I hope everyone is having a happy New Year!
I don't know how you spent your holidays, but I spent my break from Purdue back at work on the hog farm. Boy, I missed it! And miss it again already.
Due to it being a popular question I get asked, this post is about what farmers are doing all winter. And no, drinking coffee and eating those delicious pies farm wives make is not the answer (though winter holidays do often bring pie, speaking from experience).
One thing I noticed while I was there was the type of work being done around the area. Due to the nasty weather we had, one answer is, "Not much." Other days, it was a rush to get everything imaginable done! If you follow me on Twitter (@ebenkamp2013), you would have noticed the differences from day to day.
Farmers and ranchers are, as I've said many times before, master tradesmen. In the spring and summer, there are crops to plant and care for. In the fall there is harvest. In the winter, there is a whole other type of battle. Working with pigs, we have even more to do!
One major task of farmers during the winter months is to haul off all of that grain they harvested in the fall. For many of the people I know, this is a year where they will haul more than ever before. This is also a time for major equipment repairs. We get by on smaller repairs as necessary throughout the year, but winter is typically a time when we will do transmission or engine work.
Many livestock producers will be hauling manure right around the new year. When they can, they haul manure at planting and harvest in order to get the best use out of the nutrients, but in numerous cases, due to building age and past construction requirements, there is not the capacity to last all winter. Livestock farmers, especially in the northern states where it gets very cold, spend a lot of times checking buildings, heaters, ordering LP gas to keep the animals warm, and checking/thawing water lines to prevent them from busting. It is a difficult task to raise livestock through some of these rough Midwestern winters. This does sound like a slightly one-sided discussion, in terms of livestock care, but I have no experience with cattle. I can recommend that you check out this article from CNN Eatocracy that discusses different types of livestock issues in winter here.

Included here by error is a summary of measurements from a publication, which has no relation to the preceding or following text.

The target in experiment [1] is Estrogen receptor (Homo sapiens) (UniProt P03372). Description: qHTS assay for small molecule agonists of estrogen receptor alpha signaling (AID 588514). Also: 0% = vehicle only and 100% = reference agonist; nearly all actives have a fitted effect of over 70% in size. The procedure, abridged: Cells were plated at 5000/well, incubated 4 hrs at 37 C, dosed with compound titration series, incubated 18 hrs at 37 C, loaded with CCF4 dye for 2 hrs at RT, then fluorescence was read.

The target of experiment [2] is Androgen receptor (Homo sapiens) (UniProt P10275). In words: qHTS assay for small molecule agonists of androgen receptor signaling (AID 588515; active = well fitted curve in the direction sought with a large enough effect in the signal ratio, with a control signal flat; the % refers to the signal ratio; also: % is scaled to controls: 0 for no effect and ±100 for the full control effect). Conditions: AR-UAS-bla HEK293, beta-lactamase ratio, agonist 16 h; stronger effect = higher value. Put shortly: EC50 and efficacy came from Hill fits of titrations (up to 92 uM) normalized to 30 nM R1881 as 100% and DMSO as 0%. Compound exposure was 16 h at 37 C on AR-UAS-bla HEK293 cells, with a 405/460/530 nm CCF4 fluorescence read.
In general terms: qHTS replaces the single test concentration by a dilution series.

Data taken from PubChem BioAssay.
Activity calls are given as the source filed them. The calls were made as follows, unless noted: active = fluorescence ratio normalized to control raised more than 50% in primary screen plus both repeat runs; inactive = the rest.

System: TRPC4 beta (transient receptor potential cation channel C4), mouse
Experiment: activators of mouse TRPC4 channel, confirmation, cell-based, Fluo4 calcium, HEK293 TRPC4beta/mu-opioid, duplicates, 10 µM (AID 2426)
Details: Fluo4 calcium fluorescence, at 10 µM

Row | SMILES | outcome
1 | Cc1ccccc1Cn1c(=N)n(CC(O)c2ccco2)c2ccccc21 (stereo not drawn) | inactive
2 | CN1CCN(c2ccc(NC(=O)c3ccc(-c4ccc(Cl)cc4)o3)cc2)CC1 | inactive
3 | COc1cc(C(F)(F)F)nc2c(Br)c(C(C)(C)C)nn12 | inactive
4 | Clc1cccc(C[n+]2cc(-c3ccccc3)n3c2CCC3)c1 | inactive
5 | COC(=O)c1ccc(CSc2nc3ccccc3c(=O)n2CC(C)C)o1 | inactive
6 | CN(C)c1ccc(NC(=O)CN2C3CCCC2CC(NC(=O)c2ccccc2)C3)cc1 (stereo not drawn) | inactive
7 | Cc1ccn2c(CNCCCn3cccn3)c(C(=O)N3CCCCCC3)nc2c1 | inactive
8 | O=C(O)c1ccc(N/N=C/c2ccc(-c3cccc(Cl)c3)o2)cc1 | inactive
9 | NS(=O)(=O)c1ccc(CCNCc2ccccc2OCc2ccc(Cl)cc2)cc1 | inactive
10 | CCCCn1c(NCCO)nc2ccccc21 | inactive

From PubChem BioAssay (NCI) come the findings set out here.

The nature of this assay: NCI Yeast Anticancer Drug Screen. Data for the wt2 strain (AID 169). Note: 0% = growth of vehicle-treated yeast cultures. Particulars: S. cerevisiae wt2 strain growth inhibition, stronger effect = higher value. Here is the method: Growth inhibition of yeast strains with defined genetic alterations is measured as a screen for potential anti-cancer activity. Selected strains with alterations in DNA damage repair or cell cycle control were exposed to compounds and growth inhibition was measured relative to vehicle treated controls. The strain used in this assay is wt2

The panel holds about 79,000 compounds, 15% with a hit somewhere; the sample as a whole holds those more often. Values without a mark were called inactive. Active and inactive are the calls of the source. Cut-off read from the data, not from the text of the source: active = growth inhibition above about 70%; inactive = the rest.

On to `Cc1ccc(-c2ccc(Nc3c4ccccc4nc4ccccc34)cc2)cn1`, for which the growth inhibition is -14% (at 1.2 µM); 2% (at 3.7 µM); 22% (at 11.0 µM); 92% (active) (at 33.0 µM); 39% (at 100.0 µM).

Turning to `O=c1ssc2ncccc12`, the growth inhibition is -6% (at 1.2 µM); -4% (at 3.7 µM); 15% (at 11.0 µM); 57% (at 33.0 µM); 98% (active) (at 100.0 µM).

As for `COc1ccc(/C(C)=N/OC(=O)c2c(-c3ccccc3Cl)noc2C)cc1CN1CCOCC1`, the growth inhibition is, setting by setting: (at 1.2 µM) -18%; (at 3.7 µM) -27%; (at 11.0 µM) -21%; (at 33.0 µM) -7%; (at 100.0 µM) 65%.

Farmers spend a lot of time watching the weather. They do it every season, but in the winter it is even more interesting. Some of us live with The Weather Channel, Weatherbug, AccuWeather, or another application open on our phones. Where I work, we have to plan ahead feed-wise. If it is going to snow or pour rain for three days, we need to be prepared and have feed ground for our pigs at the farm, and plan for the co-op to pre-deliver feed for the contract part of the operation. When the temperature is going to be cold, we have to make sure the hog truck is positioned so that if it's too cold to start that we can pull-start it. We plug in our diesel tractors, and put the blade on the old Massey 135 in case we have to move snow. One time this winter, they called for enough snow overnight that we even moved equipment around so that if we needed to get the huge snow blower out, we could. Eight to twelve inch predictions ended up only being two inches with patchy ice. Luckily with all the below zero temperatures we had, only one time did we have a water line freeze, so we bucketed water to sows for that day. Fortunately, we weathered everything with little incident.
But here I sit, back at Purdue, in two or more inches of snow, dreaming of the farm and home... Someday I'll be back for good... Someday soon.
I hope this was an enjoyable, informative read. I think it's very important for consumers to know about their food supply, and the people who raise their food.
If you have questions or want me to write about a certain topic for you, please let me know! I'm looking for things that strike your interest! You can find me on Twitter (@ebenkamp2013), Facebook (Samuel Ebenkamp), or email me at firstname.lastname@example.org. I look forward to hearing from you!